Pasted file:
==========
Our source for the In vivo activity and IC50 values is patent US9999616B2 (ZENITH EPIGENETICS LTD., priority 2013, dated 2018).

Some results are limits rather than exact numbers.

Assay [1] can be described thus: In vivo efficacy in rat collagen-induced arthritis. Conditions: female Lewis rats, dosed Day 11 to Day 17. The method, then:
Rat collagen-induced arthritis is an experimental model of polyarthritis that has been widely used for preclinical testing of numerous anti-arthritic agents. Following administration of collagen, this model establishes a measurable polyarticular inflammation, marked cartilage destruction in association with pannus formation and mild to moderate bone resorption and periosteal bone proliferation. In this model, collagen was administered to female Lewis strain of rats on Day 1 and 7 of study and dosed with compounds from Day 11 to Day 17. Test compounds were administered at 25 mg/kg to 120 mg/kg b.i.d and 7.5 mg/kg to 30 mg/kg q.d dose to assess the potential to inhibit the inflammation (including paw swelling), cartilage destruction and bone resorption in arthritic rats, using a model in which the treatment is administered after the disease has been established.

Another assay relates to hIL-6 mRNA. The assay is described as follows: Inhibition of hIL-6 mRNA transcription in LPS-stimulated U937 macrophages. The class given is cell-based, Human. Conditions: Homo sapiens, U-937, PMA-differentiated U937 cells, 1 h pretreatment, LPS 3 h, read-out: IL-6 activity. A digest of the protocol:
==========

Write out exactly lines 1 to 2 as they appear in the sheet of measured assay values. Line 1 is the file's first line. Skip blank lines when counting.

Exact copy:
Our source for the In vivo activity and IC50 values is patent US9999616B2 (ZENITH EPIGENETICS LTD., priority 2013, dated 2018).

Some results are limits rather than exact numbers.